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How the Halt in F150 Production Impacts Your Company Car Program

By Ben Reiland June 11, 2018

Categories: Anywhere Workforce Industry Trends Vehicle Reimbursement

What happened to the F150?

After a fire at one of their suppliers on May 9th, Ford halted production of the F150. The Vincentric Best Fleet Value in America Award winner is a common company vehicle in industries with heavy lifting and off-roading requirements: oil and gas, construction, heavy equipment, forestry, fishing and agriculture. Though production resumed Friday May 18th, the question of reliability remains. If your company depends on the fleet of F150s in your company car program, now might be the time to start looking at other vehicle program options. Here are a few reasons why:


Production has come a long way since the birth of vehicles. With the invention of the assembly line in 1914, a Model T could be assembled in 93 minutes. Today, an F150 can be assembled in 60 seconds. But, for all the advancements in technology, a vehicle is nothing without its components. The accident at the Meridian Magnesium Products Plant serves as a reminder. As far as we’ve come, we still need the right components to make a reliable vehicle. As your company depends on your mobile workers traveling, they rely on their vehicles to conduct business. So where do you go when replacing old trucks in your fleet with the same model is no longer an option?

With the decline in sedan sales, the possibility of vehicle manufacturers canceling lines all together is high. Add the increase in car recalls and Ford’s recent safety hazard and you’re facing hard facts. You can no longer rely on turnover from the same automaker. If your next move is looking for a new truck, this is a great time to consider a new vehicle program.

With the Fixed and Variable Rate (FAVR) reimbursement program, mobile workers are reimbursed for the use of their personal vehicle. This offers several advantages to both company and employee. At the top of the list? An employee vehicle is personally-owned and ready as needed. And its a great way to simplify the role of the employer in the business vehicle program.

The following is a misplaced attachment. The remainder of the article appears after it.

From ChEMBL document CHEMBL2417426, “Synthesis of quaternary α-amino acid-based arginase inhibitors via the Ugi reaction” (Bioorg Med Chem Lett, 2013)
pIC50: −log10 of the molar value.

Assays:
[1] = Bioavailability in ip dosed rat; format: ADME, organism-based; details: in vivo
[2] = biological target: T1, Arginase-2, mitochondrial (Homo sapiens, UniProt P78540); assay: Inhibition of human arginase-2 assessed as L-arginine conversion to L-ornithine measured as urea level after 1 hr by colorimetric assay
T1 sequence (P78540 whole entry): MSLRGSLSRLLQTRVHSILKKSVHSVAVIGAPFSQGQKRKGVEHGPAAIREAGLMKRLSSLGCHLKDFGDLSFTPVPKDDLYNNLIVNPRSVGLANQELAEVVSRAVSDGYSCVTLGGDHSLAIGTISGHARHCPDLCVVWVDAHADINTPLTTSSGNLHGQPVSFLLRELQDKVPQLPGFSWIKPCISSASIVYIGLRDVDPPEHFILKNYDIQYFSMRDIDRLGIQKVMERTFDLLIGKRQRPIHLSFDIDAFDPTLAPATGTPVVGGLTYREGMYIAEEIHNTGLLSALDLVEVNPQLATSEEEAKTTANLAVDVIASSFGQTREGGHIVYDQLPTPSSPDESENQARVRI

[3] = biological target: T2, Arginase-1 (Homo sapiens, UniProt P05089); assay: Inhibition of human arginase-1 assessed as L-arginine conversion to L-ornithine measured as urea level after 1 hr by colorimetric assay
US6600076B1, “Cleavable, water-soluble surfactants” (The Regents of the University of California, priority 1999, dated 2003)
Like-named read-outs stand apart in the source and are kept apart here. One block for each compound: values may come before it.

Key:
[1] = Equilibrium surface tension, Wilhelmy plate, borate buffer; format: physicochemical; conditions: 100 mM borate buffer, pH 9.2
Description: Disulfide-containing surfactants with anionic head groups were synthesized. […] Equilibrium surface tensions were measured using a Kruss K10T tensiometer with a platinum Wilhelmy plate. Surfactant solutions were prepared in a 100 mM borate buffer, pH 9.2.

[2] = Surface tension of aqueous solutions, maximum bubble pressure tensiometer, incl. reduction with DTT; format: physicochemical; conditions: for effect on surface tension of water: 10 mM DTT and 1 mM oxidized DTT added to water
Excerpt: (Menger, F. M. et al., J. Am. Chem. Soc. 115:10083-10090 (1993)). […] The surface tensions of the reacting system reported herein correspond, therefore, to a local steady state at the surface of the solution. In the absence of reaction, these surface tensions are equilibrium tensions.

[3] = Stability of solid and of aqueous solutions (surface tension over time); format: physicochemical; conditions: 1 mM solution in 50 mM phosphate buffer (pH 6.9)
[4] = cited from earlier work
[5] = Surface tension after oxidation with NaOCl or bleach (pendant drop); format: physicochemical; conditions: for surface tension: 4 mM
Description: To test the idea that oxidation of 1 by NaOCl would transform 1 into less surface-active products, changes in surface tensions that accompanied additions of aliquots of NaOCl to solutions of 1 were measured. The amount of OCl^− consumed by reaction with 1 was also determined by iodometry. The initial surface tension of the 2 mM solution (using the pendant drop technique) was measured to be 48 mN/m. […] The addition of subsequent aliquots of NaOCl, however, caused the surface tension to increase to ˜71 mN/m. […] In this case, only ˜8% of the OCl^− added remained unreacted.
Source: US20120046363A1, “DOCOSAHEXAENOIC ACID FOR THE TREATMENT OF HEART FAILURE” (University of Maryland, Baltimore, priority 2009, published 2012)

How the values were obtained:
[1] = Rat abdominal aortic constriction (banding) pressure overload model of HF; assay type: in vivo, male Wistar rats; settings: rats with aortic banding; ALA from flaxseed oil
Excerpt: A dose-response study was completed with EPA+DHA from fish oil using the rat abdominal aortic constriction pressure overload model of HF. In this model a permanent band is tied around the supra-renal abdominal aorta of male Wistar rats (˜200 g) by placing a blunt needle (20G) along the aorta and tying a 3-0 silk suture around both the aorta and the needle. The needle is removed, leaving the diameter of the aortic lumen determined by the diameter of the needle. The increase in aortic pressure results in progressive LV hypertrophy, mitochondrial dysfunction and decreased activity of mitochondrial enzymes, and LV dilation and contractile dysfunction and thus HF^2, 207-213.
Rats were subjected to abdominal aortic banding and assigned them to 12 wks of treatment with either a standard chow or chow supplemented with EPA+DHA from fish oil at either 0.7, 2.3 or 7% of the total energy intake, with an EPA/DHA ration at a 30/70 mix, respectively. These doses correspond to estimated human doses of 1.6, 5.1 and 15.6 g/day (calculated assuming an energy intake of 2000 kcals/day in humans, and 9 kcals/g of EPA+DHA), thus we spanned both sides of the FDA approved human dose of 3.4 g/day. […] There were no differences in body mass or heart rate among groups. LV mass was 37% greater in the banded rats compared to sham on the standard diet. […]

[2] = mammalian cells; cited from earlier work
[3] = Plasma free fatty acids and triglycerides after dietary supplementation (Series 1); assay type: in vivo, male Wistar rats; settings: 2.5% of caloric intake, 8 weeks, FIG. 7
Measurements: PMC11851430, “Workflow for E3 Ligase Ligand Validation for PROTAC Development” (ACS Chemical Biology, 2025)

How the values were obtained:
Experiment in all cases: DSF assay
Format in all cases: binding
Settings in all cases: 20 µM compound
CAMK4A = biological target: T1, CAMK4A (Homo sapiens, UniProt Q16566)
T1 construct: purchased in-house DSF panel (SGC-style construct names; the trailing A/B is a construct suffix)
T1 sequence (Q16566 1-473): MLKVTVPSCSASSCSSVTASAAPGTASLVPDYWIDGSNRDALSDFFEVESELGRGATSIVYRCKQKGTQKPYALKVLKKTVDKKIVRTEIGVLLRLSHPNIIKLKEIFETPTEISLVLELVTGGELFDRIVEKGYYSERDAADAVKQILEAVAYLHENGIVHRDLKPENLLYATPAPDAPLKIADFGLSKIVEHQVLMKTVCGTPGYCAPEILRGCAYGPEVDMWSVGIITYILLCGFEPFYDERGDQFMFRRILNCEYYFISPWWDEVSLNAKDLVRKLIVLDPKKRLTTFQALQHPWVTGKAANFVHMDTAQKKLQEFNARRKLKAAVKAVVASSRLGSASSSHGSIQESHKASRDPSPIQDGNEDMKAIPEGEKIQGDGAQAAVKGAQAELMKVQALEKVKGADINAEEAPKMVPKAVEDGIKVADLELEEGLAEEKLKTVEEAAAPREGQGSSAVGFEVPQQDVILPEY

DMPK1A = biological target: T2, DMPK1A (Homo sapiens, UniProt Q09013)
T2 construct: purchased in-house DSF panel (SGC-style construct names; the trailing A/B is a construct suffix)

Mobile workers may drive company vehicles for work, but is it their favorite vehicle? Well, without jumping to any conclusions, let’s just say every truck driver has a preference. Of all the brands of all the trucks out there, Dodge versus Chevy versus Ford … it’s hard to keep up. With a fleet program, companies generally use one model, like the F150, across their entire fleet. Kiss those driver preferences good bye.

In a FAVR program, the employer chooses the standard automobile that reimbursements are based on, but mobile workers have the freedom to drive their own vehicles. No more complaints about driving an undesirable vehicle, no worries over seat warmers. Mobile workers drive what they’re most comfortable driving.


Accidents happen, regardless of what vehicles your mobile workforce is driving. Driver injuries have increased 6.2% since 2013. 40% of those are work related and 53% of those injuries caused employees to miss work. The difference between your mobile workforce and the rest of the driving public? Your company is paying for damages. Any scratch, dent or flat is paid for by the company. Repairs on small things aren’t cheap — but the worse the damage, the larger the bill.

Let’s say a company vehicle is found at fault in a major accident. Your company will have to pay that out. If injuries or worse are incurred, that pay out skyrockets. Motor vehicle crashes cost employers $56.7 billion in 2017. You’ve never really considered the value of your company car program until you’ve considered how much it could potentially cost you.

With the FAVR program, companies limit their risk exposure by not carrying the expense of fleet vehicle damages. While a portion of the program helps cover the cost of depreciation, accident costs are no longer in the hundreds of thousands of dollars range. Additionally, mobile workers behind the wheel of their own car are safer drivers. Tied with a proactive approach to help employees improve safe driving skills, companies can reduce collision rates by an average of 35%.

Whether your company is invested in the F150 or another company car, it’s time to start looking at other options. Whatever associated benefits your fleet program offers, other business vehicle programs can ensure better, at half the cost. Curious to know more about vehicle program options?

Learn More about Personalized Mileage Reimbursement

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